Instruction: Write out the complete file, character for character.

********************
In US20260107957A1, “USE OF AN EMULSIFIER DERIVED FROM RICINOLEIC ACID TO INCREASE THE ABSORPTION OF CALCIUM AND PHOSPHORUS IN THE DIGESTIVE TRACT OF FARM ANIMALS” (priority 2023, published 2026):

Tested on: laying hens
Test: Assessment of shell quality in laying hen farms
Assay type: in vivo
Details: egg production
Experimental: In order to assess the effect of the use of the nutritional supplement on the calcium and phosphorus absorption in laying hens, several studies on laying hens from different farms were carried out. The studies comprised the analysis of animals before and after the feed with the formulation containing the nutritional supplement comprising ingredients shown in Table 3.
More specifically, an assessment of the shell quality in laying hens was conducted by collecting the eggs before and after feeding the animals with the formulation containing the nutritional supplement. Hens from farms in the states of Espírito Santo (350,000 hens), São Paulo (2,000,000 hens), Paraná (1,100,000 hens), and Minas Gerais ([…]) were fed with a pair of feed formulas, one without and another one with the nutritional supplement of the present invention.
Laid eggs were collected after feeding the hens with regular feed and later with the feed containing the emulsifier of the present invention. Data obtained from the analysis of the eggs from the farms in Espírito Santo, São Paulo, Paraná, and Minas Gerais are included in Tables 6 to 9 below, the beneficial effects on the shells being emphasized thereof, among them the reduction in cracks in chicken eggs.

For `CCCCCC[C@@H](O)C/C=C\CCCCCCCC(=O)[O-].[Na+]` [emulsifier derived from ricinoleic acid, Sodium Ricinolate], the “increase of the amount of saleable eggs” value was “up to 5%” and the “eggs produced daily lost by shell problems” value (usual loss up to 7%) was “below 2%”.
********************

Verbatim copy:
In US20260107957A1, “USE OF AN EMULSIFIER DERIVED FROM RICINOLEIC ACID TO INCREASE THE ABSORPTION OF CALCIUM AND PHOSPHORUS IN THE DIGESTIVE TRACT OF FARM ANIMALS” (priority 2023, published 2026):

Tested on: laying hens
Test: Assessment of shell quality in laying hen farms
Assay type: in vivo
Details: egg production
Experimental: In order to assess the effect of the use of the nutritional supplement on the calcium and phosphorus absorption in laying hens, several studies on laying hens from different farms were carried out. The studies comprised the analysis of animals before and after the feed with the formulation containing the nutritional supplement comprising ingredients shown in Table 3.
More specifically, an assessment of the shell quality in laying hens was conducted by collecting the eggs before and after feeding the animals with the formulation containing the nutritional supplement. Hens from farms in the states of Espírito Santo (350,000 hens), São Paulo (2,000,000 hens), Paraná (1,100,000 hens), and Minas Gerais ([…]) were fed with a pair of feed formulas, one without and another one with the nutritional supplement of the present invention.
Laid eggs were collected after feeding the hens with regular feed and later with the feed containing the emulsifier of the present invention. Data obtained from the analysis of the eggs from the farms in Espírito Santo, São Paulo, Paraná, and Minas Gerais are included in Tables 6 to 9 below, the beneficial effects on the shells being emphasized thereof, among them the reduction in cracks in chicken eggs.

For `CCCCCC[C@@H](O)C/C=C\CCCCCCCC(=O)[O-].[Na+]` [emulsifier derived from ricinoleic acid, Sodium Ricinolate], the “increase of the amount of saleable eggs” value was “up to 5%” and the “eggs produced daily lost by shell problems” value (usual loss up to 7%) was “below 2%”.